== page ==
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Observatory Director Refuses to Comment About Sputnik 'Crash'


Dr. J. Allen Hynek, director of the Smithsonian Astrophysical Observatory, last night refused to verify a report that the rocket of Sputnik I would crash to earth sometime today.

"Until we have further evidence and information, we can say no more," Hynek stated. "We are awaiting information with interest, and we have not as yet alerted the Moonwatch team for a special death watch."

The report that the period of the rocket around the earth was decreasing came from Jordell Bank, a radio telescope observatory in Cheshire, England. A cable sent to Hynek stated: "Rocket period decreasing rapidly. Expect entry (into the earth's atmosphere) within 24 hours."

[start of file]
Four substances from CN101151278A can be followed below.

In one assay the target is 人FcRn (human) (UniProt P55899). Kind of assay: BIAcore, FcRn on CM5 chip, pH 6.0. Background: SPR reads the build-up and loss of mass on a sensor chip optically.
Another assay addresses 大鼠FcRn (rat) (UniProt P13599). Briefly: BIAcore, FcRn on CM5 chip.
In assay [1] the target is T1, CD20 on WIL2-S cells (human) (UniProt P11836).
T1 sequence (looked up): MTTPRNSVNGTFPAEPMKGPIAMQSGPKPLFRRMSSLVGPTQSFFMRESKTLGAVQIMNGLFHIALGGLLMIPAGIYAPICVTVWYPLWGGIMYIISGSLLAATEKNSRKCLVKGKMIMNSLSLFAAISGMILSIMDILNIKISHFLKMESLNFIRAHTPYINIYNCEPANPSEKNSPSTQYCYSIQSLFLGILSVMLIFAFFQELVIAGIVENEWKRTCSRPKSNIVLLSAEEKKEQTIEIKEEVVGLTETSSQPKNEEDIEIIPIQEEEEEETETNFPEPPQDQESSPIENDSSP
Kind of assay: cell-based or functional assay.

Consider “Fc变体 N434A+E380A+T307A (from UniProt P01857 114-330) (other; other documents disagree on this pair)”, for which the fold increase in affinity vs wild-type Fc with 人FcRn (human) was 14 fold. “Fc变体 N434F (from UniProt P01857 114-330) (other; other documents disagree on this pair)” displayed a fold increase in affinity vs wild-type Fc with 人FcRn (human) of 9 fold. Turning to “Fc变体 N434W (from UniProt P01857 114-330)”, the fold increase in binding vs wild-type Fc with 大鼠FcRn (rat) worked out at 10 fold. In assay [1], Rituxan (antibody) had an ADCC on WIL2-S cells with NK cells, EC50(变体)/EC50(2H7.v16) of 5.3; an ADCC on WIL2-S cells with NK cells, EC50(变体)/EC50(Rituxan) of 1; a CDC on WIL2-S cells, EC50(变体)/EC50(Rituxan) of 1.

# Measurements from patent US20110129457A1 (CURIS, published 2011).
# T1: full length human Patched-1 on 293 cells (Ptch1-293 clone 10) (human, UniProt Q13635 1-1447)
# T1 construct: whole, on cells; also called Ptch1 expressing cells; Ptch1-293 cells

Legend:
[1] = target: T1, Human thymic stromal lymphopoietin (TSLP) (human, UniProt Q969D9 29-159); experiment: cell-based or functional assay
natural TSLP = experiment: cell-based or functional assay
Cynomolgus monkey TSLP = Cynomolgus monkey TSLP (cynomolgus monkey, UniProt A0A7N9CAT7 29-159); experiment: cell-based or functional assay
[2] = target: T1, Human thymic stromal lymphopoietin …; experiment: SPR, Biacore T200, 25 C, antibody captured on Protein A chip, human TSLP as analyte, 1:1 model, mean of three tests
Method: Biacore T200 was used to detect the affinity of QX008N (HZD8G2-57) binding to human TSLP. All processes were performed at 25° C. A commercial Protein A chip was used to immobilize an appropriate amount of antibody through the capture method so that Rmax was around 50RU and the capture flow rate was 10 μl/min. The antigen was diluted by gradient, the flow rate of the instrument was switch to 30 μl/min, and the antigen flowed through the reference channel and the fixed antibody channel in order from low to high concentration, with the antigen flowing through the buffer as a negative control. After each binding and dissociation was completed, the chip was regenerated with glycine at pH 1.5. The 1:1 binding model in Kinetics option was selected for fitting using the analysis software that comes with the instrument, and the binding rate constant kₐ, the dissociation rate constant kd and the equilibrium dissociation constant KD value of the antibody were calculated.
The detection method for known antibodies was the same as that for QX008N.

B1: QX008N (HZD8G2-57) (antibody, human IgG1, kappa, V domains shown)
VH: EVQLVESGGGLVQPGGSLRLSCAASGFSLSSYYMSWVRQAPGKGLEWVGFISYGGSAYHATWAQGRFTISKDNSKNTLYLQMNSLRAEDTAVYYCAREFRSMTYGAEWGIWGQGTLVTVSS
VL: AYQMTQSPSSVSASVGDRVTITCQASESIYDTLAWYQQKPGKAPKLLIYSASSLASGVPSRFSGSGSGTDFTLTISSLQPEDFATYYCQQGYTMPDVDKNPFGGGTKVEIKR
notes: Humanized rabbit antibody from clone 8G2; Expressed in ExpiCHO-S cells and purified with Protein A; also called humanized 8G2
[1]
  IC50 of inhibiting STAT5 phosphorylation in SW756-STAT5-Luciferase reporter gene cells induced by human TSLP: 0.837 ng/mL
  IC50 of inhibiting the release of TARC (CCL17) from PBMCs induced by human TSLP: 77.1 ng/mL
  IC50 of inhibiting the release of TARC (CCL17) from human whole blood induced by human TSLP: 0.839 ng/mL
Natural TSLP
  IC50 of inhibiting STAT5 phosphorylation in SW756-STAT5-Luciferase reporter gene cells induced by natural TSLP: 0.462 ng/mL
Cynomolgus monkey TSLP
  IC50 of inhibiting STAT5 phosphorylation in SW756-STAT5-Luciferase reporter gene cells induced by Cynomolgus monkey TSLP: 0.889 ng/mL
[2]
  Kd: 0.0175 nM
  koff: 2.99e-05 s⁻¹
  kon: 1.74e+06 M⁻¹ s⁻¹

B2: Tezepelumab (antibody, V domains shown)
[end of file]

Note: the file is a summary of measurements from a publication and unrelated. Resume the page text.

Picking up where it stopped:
Jodrell Bank based its prediction on the fact that the rocket's period suddenly dropped nearly three minutes, seemingly indicating that it was nearing the earth. However, this observation aroused some skepticism on the part of the trained observers, who recalled previous incidents erroneously reporting the rocket was reentering the atmosphere.

American rocket progress also aroused comment yesterday at the Observatory. The Air Force announced that small aluminum pellets, about the size of beebees, were shot from the nose of an Aerobee rocket 54 miles above earth "in an effort to gain information about outer space."

John S. Rinehart, assistant director of the Astrophysical Institute and consultant to the projects, said that this experiment was intended for research in the upper atmosphere. The pellets reached a speed of about 33,000 miles per hour, and some may have escaped the earth's gravitational field.

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